Symphony No. 5
Vienna Philharmonic/Christian Thielemann
Sony Classical 19658706142 81:21 mins
Bruckner’s greatest? Certainly his most proportionate, integrated movement-sequence, in which the vast double-fugue finale truly crowns and completes the entire symphonic edifice. But also a work of extremes, of gaunt gestures, distant echoes and jagged contrapuntal workouts, in which an orchestral line-up scarcely larger than that required for a late Schubert symphony is expected to deliver the ultimate in stamina and power.
Interpretations have proved quite as diverse, with more ‘objective’ conductors, such as the young Haitink, delivering the work in around 70 minutes, while more Romantically interventionist directors, such as Karajan, can take ten, or even 15 minutes longer. Thielemann inclines to the Romantics. Like all too many conductors, he ignores Bruckner’s marking of two slow beats per bar in the calmly pacing opening paragraph; adopting a very slow four beats, that oblige him to speed up and shorten rests in the ensuing tutti gestures and chorale fragments. Similar unmarked tempo adjustments between different textures abound in the first movement, while the culmination of the slow movement and the landler sections of the scherzo drag under his sluggish baton.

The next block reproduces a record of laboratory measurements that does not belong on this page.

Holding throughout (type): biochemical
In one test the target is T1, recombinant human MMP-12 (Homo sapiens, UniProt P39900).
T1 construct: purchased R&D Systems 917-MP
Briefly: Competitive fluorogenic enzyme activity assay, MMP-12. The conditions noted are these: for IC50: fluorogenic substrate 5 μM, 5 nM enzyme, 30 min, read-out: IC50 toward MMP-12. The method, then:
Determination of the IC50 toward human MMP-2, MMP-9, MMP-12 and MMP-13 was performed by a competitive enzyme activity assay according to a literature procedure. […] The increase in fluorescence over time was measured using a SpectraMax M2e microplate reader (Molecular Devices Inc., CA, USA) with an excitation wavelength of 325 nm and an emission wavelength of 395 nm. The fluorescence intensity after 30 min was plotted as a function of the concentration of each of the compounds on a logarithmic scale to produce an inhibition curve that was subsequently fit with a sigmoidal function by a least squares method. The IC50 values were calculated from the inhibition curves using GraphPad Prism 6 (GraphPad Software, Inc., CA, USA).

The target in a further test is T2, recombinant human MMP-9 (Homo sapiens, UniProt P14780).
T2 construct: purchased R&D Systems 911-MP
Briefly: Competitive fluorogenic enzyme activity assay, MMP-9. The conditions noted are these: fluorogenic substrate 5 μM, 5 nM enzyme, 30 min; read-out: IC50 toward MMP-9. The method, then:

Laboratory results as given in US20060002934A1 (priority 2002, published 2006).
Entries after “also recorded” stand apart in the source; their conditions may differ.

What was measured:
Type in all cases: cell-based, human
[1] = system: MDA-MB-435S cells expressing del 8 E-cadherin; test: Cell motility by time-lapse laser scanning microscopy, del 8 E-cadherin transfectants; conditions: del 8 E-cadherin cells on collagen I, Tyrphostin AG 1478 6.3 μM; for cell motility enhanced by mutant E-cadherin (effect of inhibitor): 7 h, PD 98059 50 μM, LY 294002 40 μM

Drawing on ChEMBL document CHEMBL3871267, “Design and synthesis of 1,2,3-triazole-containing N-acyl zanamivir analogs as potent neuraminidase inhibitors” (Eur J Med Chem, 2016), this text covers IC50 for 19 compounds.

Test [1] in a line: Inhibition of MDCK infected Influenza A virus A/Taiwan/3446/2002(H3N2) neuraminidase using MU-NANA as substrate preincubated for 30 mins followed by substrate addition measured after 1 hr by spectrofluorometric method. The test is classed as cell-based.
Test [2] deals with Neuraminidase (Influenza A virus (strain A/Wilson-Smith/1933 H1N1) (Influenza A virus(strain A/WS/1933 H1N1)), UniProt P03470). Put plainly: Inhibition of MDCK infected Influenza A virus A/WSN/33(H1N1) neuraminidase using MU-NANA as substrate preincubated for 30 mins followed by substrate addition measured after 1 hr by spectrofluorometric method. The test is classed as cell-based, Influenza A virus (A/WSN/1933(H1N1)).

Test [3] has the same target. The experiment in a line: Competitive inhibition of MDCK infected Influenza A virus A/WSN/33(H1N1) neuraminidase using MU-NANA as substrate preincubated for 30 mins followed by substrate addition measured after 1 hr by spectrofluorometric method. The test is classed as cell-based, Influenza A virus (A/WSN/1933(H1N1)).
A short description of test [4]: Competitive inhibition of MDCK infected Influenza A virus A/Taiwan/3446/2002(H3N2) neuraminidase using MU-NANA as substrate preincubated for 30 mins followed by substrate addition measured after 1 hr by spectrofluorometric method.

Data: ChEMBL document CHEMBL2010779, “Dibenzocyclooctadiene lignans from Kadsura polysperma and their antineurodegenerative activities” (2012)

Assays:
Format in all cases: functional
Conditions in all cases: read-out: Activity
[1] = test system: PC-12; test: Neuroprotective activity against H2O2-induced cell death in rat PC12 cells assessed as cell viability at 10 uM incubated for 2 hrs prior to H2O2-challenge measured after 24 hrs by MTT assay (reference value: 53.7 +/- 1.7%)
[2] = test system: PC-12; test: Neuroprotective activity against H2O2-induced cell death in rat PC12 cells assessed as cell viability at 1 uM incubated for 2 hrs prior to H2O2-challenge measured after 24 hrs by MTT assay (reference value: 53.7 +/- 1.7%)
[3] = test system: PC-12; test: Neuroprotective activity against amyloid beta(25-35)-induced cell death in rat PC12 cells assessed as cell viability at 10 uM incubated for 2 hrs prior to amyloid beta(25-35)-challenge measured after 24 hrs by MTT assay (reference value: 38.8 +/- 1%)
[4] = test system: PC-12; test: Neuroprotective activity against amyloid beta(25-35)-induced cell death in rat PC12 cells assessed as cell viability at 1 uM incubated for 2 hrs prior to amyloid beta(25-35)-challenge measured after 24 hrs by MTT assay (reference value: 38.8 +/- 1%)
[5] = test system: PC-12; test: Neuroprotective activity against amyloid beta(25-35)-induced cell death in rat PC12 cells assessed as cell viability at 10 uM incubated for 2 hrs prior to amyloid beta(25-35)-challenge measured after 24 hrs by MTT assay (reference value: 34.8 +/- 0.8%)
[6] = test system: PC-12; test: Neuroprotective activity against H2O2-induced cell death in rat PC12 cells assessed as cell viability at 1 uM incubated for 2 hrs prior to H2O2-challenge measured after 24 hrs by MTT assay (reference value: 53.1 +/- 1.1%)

At the same time, the recorded sound strikes a near ideal balance between spaciousness and clarity of detail, while the playing of the Vienna Philharmonic is often of extreme beauty. The effect is very much to link the Fifth to the late Bruckner of the last three symphonies. But the Fifth surely has an austere, uncompromising sound and style of its own quite distinct from late or early Bruckner. This escapes Thielemann.